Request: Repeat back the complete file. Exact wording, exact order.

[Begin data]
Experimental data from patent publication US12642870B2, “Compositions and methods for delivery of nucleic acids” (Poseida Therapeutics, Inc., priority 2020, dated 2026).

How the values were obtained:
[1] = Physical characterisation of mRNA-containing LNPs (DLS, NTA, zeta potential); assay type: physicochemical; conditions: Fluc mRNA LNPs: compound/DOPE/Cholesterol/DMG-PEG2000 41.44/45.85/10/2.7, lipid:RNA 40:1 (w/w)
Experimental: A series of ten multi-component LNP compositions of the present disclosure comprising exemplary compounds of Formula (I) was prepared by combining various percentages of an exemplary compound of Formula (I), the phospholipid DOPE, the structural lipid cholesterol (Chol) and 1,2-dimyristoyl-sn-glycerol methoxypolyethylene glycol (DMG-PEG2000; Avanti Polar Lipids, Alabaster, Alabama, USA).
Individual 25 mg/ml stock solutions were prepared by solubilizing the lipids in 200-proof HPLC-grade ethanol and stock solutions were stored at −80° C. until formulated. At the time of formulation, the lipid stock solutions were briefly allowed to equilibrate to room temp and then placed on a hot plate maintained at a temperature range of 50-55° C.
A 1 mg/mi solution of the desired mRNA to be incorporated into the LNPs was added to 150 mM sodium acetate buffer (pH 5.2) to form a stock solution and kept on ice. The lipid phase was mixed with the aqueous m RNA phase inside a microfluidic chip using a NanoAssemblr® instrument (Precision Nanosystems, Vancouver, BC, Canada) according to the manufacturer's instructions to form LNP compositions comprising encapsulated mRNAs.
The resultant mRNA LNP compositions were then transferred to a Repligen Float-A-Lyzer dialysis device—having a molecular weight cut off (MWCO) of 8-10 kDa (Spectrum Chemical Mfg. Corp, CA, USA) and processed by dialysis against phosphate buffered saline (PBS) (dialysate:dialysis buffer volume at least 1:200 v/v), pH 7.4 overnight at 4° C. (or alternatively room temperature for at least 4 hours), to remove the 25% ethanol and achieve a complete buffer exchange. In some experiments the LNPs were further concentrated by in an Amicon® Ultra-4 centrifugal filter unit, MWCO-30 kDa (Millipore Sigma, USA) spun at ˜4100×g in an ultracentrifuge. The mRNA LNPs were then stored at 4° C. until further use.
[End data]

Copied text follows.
Experimental data from patent publication US12642870B2, “Compositions and methods for delivery of nucleic acids” (Poseida Therapeutics, Inc., priority 2020, dated 2026).

How the values were obtained:
[1] = Physical characterisation of mRNA-containing LNPs (DLS, NTA, zeta potential); assay type: physicochemical; conditions: Fluc mRNA LNPs: compound/DOPE/Cholesterol/DMG-PEG2000 41.44/45.85/10/2.7, lipid:RNA 40:1 (w/w)
Experimental: A series of ten multi-component LNP compositions of the present disclosure comprising exemplary compounds of Formula (I) was prepared by combining various percentages of an exemplary compound of Formula (I), the phospholipid DOPE, the structural lipid cholesterol (Chol) and 1,2-dimyristoyl-sn-glycerol methoxypolyethylene glycol (DMG-PEG2000; Avanti Polar Lipids, Alabaster, Alabama, USA).
Individual 25 mg/ml stock solutions were prepared by solubilizing the lipids in 200-proof HPLC-grade ethanol and stock solutions were stored at −80° C. until formulated. At the time of formulation, the lipid stock solutions were briefly allowed to equilibrate to room temp and then placed on a hot plate maintained at a temperature range of 50-55° C.
A 1 mg/mi solution of the desired mRNA to be incorporated into the LNPs was added to 150 mM sodium acetate buffer (pH 5.2) to form a stock solution and kept on ice. The lipid phase was mixed with the aqueous m RNA phase inside a microfluidic chip using a NanoAssemblr® instrument (Precision Nanosystems, Vancouver, BC, Canada) according to the manufacturer's instructions to form LNP compositions comprising encapsulated mRNAs.
The resultant mRNA LNP compositions were then transferred to a Repligen Float-A-Lyzer dialysis device—having a molecular weight cut off (MWCO) of 8-10 kDa (Spectrum Chemical Mfg. Corp, CA, USA) and processed by dialysis against phosphate buffered saline (PBS) (dialysate:dialysis buffer volume at least 1:200 v/v), pH 7.4 overnight at 4° C. (or alternatively room temperature for at least 4 hours), to remove the 25% ethanol and achieve a complete buffer exchange. In some experiments the LNPs were further concentrated by in an Amicon® Ultra-4 centrifugal filter unit, MWCO-30 kDa (Millipore Sigma, USA) spun at ˜4100×g in an ultracentrifuge. The mRNA LNPs were then stored at 4° C. until further use.